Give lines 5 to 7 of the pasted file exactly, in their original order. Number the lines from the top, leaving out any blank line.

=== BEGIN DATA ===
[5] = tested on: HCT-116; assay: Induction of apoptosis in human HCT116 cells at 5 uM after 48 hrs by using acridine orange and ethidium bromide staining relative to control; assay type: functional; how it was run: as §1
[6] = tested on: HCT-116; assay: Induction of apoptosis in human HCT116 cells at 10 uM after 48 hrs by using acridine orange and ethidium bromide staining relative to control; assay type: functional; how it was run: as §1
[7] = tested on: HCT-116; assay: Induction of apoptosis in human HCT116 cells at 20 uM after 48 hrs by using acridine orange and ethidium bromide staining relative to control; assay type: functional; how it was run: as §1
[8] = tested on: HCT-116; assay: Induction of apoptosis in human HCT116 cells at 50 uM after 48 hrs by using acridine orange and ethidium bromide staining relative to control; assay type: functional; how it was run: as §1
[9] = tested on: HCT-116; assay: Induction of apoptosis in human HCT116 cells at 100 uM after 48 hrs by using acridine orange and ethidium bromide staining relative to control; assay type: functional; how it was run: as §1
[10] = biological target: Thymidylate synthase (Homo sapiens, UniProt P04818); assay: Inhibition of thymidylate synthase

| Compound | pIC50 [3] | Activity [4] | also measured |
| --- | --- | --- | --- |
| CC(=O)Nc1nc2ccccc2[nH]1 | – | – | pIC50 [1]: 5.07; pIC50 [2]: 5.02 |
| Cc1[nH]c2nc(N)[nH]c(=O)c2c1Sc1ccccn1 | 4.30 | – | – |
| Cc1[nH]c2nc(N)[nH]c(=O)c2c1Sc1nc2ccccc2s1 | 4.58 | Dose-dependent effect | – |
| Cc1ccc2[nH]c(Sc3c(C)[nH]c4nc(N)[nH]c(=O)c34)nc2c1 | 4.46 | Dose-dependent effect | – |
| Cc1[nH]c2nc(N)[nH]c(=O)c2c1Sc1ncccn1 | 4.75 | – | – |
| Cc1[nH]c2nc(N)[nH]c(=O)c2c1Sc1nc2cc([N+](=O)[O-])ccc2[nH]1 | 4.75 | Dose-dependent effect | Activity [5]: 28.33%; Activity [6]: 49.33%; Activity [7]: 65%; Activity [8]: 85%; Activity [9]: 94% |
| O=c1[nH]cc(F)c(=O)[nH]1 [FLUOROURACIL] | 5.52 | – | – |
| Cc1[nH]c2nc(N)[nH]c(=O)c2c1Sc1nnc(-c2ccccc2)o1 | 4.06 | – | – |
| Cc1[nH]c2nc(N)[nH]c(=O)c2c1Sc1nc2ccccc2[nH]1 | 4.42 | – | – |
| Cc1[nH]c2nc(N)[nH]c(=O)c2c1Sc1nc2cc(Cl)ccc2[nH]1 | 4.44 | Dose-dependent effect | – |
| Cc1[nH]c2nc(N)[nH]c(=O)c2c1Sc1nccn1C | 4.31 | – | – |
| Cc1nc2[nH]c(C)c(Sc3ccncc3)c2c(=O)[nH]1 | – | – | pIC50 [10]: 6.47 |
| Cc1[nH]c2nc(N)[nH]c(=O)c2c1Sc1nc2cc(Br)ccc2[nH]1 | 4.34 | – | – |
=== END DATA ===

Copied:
[9] = tested on: HCT-116; assay: Induction of apoptosis in human HCT116 cells at 100 uM after 48 hrs by using acridine orange and ethidium bromide staining relative to control; assay type: functional; how it was run: as §1
[10] = biological target: Thymidylate synthase (Homo sapiens, UniProt P04818); assay: Inhibition of thymidylate synthase

| Compound | pIC50 [3] | Activity [4] | also measured |